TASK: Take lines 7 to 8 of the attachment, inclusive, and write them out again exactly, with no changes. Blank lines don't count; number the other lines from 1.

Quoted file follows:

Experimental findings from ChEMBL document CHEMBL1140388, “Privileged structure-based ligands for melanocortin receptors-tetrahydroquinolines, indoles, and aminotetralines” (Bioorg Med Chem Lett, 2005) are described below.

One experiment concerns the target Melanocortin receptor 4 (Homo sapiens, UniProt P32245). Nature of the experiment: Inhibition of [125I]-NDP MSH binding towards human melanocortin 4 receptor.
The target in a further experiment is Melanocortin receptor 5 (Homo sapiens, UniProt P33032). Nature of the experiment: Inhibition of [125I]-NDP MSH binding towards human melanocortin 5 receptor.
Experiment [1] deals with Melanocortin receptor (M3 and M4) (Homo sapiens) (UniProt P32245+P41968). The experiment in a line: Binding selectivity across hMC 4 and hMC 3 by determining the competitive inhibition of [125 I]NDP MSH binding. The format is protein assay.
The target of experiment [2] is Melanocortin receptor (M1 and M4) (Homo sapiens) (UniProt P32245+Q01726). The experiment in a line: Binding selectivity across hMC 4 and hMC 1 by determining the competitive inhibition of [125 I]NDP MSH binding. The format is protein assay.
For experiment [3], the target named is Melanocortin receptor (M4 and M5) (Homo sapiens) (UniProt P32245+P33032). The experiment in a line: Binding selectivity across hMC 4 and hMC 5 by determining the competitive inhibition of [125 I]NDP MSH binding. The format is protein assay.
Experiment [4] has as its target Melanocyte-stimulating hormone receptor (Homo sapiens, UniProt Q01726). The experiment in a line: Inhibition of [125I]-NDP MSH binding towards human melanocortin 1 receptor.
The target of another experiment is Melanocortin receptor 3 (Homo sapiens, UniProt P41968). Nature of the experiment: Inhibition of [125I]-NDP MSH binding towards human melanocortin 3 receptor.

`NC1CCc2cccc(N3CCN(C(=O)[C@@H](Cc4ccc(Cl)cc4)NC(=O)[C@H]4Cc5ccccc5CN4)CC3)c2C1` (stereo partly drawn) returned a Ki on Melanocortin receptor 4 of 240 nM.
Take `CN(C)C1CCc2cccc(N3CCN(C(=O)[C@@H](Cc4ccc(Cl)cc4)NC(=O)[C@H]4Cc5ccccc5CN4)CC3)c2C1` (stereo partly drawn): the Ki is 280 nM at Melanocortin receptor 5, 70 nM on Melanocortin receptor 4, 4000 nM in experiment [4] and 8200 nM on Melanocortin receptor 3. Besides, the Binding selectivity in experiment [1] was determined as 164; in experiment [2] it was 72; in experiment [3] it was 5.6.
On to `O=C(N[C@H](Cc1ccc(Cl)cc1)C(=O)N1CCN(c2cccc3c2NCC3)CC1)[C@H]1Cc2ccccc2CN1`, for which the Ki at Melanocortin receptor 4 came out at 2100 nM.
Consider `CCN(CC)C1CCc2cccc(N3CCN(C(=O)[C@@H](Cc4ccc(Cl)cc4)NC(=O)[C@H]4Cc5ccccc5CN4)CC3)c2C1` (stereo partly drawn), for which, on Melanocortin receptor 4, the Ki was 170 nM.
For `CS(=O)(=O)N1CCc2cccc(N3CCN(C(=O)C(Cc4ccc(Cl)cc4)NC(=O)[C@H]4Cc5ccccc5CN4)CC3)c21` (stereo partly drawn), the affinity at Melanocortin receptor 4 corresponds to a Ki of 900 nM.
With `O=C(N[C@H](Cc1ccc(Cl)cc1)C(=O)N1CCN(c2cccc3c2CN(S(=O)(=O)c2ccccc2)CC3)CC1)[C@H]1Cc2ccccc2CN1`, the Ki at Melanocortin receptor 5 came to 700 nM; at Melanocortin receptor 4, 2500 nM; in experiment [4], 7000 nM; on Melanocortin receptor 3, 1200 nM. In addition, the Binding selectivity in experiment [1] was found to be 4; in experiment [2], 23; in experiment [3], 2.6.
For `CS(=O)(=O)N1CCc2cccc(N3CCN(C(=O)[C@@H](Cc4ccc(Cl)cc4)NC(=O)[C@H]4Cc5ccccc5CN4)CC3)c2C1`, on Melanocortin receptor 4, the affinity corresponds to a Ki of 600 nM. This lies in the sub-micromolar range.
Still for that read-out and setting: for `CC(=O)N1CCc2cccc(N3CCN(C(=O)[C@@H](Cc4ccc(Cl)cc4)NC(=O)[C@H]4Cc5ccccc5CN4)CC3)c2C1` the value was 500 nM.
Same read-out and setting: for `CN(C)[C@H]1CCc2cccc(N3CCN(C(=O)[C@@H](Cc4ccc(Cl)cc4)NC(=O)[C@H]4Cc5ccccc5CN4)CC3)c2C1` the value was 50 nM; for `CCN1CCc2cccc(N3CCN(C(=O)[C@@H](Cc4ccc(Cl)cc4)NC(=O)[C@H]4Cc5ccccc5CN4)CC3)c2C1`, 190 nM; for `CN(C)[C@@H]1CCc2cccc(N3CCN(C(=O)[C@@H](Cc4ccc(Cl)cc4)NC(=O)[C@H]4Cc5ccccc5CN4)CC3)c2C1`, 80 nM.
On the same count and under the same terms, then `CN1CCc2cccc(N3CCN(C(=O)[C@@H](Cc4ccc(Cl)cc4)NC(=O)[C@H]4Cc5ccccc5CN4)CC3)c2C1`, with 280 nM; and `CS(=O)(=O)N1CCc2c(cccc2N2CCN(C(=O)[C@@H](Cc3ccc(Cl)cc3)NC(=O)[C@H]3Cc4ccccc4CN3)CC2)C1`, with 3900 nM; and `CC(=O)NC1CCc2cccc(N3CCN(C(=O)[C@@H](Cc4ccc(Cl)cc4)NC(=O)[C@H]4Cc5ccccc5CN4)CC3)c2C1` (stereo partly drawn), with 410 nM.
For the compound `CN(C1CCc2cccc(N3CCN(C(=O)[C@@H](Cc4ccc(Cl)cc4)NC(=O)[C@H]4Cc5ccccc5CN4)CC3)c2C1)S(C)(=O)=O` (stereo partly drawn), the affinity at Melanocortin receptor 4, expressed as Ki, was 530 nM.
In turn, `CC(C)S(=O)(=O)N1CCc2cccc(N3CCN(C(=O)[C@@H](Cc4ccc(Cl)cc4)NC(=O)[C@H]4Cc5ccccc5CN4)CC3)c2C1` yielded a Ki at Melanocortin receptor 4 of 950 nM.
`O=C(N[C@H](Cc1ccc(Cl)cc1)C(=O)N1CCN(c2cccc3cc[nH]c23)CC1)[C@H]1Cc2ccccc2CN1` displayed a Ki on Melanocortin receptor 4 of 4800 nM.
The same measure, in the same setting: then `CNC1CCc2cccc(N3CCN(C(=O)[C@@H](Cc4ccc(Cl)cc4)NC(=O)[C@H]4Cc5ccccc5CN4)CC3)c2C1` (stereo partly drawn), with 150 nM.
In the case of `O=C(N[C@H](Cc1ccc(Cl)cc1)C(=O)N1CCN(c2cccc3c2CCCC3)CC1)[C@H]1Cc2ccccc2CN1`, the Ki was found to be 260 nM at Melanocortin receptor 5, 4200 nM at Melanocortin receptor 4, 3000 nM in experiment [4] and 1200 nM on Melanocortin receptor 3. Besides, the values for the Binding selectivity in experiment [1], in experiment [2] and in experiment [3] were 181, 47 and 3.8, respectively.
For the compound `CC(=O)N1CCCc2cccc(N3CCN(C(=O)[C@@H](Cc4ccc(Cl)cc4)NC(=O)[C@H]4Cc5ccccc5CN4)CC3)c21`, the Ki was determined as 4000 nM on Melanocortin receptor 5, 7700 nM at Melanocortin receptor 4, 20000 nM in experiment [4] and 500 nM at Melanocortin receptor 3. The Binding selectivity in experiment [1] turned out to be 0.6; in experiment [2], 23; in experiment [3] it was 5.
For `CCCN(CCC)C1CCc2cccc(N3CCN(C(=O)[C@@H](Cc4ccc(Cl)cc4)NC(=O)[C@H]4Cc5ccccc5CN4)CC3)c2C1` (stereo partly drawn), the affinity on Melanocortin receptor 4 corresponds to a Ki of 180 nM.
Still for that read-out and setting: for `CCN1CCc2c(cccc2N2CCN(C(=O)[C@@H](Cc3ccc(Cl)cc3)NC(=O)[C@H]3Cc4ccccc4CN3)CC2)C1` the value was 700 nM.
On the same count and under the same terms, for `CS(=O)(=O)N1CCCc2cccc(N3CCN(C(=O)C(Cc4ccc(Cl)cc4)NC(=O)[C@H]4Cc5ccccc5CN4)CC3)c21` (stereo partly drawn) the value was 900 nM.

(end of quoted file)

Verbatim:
Experiment [4] has as its target Melanocyte-stimulating hormone receptor (Homo sapiens, UniProt Q01726). The experiment in a line: Inhibition of [125I]-NDP MSH binding towards human melanocortin 1 receptor.
The target of another experiment is Melanocortin receptor 3 (Homo sapiens, UniProt P41968). Nature of the experiment: Inhibition of [125I]-NDP MSH binding towards human melanocortin 3 receptor.